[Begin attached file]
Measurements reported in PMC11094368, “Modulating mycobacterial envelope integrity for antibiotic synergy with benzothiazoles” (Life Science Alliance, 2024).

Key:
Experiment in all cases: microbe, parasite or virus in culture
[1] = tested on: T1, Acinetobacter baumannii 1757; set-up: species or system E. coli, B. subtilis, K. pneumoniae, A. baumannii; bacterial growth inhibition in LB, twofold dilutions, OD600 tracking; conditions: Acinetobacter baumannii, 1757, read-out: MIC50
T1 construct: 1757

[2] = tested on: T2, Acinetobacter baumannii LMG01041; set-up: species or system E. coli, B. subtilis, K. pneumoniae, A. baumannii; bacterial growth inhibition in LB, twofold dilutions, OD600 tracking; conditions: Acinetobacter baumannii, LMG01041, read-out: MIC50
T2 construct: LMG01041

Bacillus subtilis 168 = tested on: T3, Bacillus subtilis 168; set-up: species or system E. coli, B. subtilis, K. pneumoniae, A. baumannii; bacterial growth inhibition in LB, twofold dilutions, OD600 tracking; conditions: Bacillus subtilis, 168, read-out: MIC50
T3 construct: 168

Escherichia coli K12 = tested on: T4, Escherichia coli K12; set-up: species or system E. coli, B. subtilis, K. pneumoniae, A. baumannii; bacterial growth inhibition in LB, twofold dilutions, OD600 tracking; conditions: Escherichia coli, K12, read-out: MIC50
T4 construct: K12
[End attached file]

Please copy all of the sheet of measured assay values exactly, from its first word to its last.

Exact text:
Measurements reported in PMC11094368, “Modulating mycobacterial envelope integrity for antibiotic synergy with benzothiazoles” (Life Science Alliance, 2024).

Key:
Experiment in all cases: microbe, parasite or virus in culture
[1] = tested on: T1, Acinetobacter baumannii 1757; set-up: species or system E. coli, B. subtilis, K. pneumoniae, A. baumannii; bacterial growth inhibition in LB, twofold dilutions, OD600 tracking; conditions: Acinetobacter baumannii, 1757, read-out: MIC50
T1 construct: 1757

[2] = tested on: T2, Acinetobacter baumannii LMG01041; set-up: species or system E. coli, B. subtilis, K. pneumoniae, A. baumannii; bacterial growth inhibition in LB, twofold dilutions, OD600 tracking; conditions: Acinetobacter baumannii, LMG01041, read-out: MIC50
T2 construct: LMG01041

Bacillus subtilis 168 = tested on: T3, Bacillus subtilis 168; set-up: species or system E. coli, B. subtilis, K. pneumoniae, A. baumannii; bacterial growth inhibition in LB, twofold dilutions, OD600 tracking; conditions: Bacillus subtilis, 168, read-out: MIC50
T3 construct: 168

Escherichia coli K12 = tested on: T4, Escherichia coli K12; set-up: species or system E. coli, B. subtilis, K. pneumoniae, A. baumannii; bacterial growth inhibition in LB, twofold dilutions, OD600 tracking; conditions: Escherichia coli, K12, read-out: MIC50
T4 construct: K12